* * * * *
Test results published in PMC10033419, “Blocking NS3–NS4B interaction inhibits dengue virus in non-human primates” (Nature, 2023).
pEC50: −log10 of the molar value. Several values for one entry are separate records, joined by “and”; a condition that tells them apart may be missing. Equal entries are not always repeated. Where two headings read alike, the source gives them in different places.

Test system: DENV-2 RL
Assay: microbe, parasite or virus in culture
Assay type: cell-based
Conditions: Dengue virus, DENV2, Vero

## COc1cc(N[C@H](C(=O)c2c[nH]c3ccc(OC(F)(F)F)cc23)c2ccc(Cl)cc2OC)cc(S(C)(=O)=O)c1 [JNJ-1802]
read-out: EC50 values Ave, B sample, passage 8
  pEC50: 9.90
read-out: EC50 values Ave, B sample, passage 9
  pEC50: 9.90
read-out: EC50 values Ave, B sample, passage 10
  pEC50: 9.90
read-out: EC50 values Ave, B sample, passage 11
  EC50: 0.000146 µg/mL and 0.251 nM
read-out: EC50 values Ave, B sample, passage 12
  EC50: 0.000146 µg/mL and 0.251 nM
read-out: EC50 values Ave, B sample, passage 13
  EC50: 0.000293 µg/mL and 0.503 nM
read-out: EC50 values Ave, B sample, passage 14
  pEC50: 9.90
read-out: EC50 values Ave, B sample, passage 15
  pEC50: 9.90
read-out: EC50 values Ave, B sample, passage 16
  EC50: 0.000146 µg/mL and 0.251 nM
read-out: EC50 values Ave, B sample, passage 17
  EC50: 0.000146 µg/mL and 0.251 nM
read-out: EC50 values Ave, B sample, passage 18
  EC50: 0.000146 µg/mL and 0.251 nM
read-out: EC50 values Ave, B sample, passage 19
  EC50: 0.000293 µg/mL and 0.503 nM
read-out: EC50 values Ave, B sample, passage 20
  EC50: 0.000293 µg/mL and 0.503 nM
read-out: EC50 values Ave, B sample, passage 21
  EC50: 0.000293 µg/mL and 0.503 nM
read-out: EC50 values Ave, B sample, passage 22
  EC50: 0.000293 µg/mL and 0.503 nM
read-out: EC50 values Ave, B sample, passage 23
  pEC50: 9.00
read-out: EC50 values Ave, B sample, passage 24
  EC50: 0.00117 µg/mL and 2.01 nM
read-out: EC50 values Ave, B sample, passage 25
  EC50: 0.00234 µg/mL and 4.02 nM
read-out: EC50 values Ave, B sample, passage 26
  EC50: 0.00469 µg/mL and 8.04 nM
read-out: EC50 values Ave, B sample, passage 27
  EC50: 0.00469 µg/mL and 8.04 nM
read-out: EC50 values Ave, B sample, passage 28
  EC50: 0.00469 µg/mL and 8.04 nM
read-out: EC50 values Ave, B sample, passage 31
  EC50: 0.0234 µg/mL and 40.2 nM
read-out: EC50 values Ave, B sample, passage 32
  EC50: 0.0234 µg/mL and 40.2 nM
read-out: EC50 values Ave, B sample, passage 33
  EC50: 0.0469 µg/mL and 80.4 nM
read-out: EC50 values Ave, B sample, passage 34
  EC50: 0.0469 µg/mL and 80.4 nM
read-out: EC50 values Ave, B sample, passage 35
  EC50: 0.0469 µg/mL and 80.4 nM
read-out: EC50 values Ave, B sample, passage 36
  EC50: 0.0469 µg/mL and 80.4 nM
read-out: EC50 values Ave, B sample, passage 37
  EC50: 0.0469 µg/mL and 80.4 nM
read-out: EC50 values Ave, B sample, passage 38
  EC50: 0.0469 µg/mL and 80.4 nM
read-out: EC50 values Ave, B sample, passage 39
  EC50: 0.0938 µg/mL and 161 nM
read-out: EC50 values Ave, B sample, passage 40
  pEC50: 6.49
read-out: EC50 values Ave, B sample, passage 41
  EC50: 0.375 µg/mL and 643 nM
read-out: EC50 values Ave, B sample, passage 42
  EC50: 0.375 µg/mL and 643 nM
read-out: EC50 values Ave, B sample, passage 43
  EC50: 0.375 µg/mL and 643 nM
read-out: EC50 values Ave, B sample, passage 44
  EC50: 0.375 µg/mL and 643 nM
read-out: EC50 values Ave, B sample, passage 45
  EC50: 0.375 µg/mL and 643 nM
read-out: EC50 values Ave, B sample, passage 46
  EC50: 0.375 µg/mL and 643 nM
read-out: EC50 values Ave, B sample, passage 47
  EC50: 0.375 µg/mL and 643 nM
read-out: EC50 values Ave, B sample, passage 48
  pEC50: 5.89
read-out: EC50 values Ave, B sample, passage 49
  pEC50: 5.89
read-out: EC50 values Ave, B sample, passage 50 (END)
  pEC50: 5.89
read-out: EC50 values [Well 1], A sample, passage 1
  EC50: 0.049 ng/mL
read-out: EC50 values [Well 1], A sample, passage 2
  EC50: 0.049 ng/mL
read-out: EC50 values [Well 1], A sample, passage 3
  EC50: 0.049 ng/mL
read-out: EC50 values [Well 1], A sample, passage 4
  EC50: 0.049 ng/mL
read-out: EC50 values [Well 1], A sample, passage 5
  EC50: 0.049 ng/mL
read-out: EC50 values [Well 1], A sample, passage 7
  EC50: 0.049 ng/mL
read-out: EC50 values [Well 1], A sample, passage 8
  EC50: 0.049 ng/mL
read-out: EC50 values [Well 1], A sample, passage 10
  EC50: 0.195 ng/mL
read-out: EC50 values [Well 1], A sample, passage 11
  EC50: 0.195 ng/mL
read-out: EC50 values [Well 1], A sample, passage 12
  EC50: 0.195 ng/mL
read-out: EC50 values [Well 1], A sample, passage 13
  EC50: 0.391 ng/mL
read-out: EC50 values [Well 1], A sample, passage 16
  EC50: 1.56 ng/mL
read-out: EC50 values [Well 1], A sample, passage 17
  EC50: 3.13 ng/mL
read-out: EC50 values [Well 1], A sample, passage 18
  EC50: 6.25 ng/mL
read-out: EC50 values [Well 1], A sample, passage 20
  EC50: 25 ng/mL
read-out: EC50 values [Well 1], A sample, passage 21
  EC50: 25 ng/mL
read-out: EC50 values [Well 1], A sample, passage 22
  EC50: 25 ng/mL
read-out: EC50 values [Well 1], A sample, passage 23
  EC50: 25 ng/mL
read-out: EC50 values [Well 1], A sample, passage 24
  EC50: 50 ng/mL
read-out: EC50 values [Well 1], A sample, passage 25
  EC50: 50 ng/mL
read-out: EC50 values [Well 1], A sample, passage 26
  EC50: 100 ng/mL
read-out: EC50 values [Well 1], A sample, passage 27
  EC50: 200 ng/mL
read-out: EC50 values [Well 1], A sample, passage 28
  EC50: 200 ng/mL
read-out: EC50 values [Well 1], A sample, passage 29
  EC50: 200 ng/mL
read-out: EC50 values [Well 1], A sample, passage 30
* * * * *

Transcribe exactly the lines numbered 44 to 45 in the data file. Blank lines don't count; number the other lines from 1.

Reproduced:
read-out: EC50 values Ave, B sample, passage 26
  EC50: 0.00469 µg/mL and 8.04 nM